In a wide world of defiance Caradoc lives alone,
   Loyal to his own soul, laying his own law down, no law nor
   Lord now curb him for ever. O daring! O deep insight!
   What is virtue? Valour; only the heart valiant.
   And right? Only resolution; will, his will unwavering
   Who, like me, knowing his nature to the heart home,
     nature's business,
   Despatches with no flinching. But will flesh, O can flesh
   Second this fiery strain? Not always; O no no!
   We cannot live this life out; sometimes we must weary
   And in this darksome world what comfort can I find?
   Down this darksome world cómfort whére can I find
   When 'ts light I quenched; its rose, time's one rich rose,
     my hand,
   By her bloom, fast by her fresh, her fleecèd bloom,
   Hideous dashed down, leaving earth a winter withering
   With no now, no Gwenvrewi. I must miss her most
   That might have spared her were it but for passion-sake. Yes,
   To hunger and not have, yét hope ón for, to storm and
     strive and
   Be at every assault fresh foiled, worse flung, deeper dis-
     appointed,
   The turmoil and the torment, it has, I swear, a sweetness,
   Keeps a kind of joy in it, a zest, an edge, an ecstasy,
   Next after sweet success. I am not left even this;
   I all my being have hacked in half with her neck: one part,
   Reason, selfdisposal, choice of better or worse way,
   Is corpse now, cannot change; my other self, this soul,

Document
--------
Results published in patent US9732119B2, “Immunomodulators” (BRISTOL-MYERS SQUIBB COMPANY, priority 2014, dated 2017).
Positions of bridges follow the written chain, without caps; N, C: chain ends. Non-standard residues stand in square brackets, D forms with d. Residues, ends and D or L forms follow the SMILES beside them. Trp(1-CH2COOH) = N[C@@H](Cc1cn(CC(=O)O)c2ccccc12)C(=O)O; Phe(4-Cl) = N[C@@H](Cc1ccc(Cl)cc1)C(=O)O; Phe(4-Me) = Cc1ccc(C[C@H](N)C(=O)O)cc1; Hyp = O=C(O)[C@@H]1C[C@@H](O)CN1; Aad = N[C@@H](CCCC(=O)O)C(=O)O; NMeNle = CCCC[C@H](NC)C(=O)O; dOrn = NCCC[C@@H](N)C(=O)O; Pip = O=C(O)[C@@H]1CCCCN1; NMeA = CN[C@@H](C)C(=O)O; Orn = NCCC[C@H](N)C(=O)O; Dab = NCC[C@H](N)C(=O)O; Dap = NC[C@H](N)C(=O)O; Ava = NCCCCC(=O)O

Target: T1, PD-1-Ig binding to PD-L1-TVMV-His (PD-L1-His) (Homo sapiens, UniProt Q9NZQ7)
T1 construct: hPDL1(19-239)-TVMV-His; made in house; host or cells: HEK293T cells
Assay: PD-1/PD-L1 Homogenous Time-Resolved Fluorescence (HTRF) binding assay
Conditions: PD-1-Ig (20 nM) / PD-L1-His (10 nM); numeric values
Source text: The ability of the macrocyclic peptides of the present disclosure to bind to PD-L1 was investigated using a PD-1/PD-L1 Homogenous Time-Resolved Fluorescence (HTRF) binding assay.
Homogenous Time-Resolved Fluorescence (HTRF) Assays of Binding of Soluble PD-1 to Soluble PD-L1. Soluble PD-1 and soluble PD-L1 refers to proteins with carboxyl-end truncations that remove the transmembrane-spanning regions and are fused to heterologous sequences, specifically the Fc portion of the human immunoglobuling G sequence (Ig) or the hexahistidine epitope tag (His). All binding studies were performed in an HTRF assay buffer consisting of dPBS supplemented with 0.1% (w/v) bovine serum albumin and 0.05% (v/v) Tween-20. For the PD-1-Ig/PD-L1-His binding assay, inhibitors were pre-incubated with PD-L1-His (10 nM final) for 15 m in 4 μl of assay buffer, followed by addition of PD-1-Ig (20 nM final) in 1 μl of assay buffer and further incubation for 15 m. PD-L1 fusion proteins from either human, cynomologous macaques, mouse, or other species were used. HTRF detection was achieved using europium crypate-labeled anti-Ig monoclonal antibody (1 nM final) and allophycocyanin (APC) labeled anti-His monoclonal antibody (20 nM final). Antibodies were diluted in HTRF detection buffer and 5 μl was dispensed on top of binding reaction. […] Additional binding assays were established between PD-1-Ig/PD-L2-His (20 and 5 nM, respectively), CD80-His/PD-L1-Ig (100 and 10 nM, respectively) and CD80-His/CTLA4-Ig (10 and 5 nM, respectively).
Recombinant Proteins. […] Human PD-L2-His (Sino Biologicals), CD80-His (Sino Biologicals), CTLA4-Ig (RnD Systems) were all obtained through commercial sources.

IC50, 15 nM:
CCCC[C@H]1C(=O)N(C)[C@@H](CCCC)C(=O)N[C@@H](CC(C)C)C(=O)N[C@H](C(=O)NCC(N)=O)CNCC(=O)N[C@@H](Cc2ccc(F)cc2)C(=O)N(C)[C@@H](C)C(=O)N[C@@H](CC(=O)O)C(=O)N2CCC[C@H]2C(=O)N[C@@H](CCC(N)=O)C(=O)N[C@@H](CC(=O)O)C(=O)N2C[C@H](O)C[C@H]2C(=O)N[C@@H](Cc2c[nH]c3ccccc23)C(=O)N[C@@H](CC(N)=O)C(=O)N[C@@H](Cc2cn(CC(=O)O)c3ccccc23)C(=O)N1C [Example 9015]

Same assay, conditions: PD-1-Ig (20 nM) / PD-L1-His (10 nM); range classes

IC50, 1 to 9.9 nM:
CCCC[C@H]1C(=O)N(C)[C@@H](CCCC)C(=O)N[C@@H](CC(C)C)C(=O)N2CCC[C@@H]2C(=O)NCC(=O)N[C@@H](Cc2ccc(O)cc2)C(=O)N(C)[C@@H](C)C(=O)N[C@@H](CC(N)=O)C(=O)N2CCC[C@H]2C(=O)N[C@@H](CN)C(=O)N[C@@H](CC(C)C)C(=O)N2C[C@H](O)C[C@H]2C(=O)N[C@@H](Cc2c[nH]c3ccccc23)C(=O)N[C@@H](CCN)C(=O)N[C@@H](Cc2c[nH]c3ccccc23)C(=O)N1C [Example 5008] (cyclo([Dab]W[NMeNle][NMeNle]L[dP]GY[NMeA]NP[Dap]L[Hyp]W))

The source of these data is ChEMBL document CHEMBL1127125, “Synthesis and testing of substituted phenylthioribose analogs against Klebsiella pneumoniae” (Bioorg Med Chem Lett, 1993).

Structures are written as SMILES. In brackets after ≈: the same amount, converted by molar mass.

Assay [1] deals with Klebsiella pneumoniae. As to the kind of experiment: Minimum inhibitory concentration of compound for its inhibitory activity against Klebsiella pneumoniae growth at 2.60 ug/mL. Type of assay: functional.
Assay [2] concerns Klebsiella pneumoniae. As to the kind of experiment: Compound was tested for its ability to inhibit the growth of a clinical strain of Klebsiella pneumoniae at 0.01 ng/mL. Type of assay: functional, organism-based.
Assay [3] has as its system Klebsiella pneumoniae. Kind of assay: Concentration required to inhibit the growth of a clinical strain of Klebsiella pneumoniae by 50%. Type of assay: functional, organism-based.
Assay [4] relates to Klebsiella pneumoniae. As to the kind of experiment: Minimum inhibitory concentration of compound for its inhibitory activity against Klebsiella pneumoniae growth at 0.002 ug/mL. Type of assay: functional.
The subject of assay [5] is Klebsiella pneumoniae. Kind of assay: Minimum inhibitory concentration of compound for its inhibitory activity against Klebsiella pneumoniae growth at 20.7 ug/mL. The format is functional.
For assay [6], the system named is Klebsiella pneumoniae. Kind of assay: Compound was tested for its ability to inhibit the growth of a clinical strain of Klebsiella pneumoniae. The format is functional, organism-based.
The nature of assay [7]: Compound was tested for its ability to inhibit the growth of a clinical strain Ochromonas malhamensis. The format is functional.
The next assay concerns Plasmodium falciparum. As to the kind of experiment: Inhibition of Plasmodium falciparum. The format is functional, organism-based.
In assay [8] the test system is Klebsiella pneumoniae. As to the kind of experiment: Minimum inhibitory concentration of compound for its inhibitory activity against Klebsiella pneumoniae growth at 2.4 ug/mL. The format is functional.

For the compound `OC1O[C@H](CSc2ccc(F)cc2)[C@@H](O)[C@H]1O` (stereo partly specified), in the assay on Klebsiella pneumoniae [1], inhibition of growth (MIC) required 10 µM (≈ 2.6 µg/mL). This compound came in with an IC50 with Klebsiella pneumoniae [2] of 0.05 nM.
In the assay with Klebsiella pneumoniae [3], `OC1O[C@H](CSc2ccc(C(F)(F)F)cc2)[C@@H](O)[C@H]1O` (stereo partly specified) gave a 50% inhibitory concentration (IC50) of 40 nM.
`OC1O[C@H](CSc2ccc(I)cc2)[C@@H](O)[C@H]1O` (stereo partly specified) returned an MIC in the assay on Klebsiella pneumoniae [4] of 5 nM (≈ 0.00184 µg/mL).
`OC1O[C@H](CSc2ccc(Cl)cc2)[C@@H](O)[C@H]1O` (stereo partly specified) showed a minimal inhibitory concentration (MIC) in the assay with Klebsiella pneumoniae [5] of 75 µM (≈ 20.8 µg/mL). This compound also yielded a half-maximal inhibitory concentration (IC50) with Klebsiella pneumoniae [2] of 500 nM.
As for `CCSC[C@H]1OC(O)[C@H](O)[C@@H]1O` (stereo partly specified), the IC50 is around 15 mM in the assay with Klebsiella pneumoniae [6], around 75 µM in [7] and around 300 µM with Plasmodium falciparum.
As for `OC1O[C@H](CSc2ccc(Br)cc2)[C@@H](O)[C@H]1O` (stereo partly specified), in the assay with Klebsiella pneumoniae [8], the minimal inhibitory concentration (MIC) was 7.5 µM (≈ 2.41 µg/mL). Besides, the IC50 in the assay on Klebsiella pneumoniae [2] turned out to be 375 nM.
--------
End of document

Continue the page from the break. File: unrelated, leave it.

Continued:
Life's quick, this kínd, this kéen self-feeling,
   With dreadful distillation of thoughts sour as blood,
   Must all day long taste murder. What do nów then?
     Do? Nay,
   Deed-bound I am; one deed treads all down here cramps
     all doing. What do? Not yield,
   Not hope, not pray; despair; ay, that: brazen despair out,
   Brave all, and take what comes—as here this rabble is come,
   Whose bloods I reck no more of, no more rank with hers
   Than sewers with sacred oils. Mankind, that mobs, comes.
     Come!

Enter a crowd, among them Teryth, Gwenlo, Beuno.

. . . . . . . . . . .

After Winefred's raising from the dead and the breaking out of the fountain.


BEUNO. O now while skies are blue, now while seas are salt,
   While rushy rains shall fall or brooks shall fleet from
     fountains,
   While sick men shall cast sighs, of sweet health all despairing.
   While blind men's eyes shall thirst after daylight, draughts
     of daylight,
   Or deaf ears shall desire that lipmusic that's lost upon them,
   While cripples are, while lepers, dancers in dismal limb-
     dance,
   Fallers in dreadful frothpits, waterfearers wild,
   Stone, palsy, cancer, cough, lung wasting, womb not bearing,
   Rupture, running sores, what more? in brief, in burden,
   As long as men are mortal and God merciful,
   So long to this sweet spot, this leafy lean-over,
   This Dry Dene, now no longer dry nor dumb, but moist
     and musical
   With the uproll and the downcarol of day and night
     delivering
   Water, which keeps thy name, (for not in róck wrítten,
   But in pale water, frail water, wild rash and reeling water,
   That will not wear a print, that will not stain a pen,
   Thy venerable record, virgin, is recorded).
   Here to this holy well shall pilgrimages be,
   And not from purple Wales only nor from elmy England,
   But from beyond seas, Erin, France and Flanders, every-
     where,
   Pilgrims, still pilgrims, móre pílgrims, still more poor pilgrims.
   . . . . . . . . . . .
   What sights shall be when some that swung, wretches, on
     crutches
   Their crutches shall cast from them, on heels of air departing,
   Or they go rich as roseleaves hence that loathsome cáme
     hither!
   Not now to náme even
   Those dearer, more divine boons whose haven the heart is.
   . . . . . . . . . . .
   As sure as what is most sure, sure as that spring primroses
   Shall new-dapple next year, sure as to-morrow morning,
   Amongst come-back-again things, thíngs with a revival,
     things with a recovery,
   Thy name . . .

. . . . . . . . . . .

A B C D E F G H I J K L M N O P Q R S T U V W X Y Z #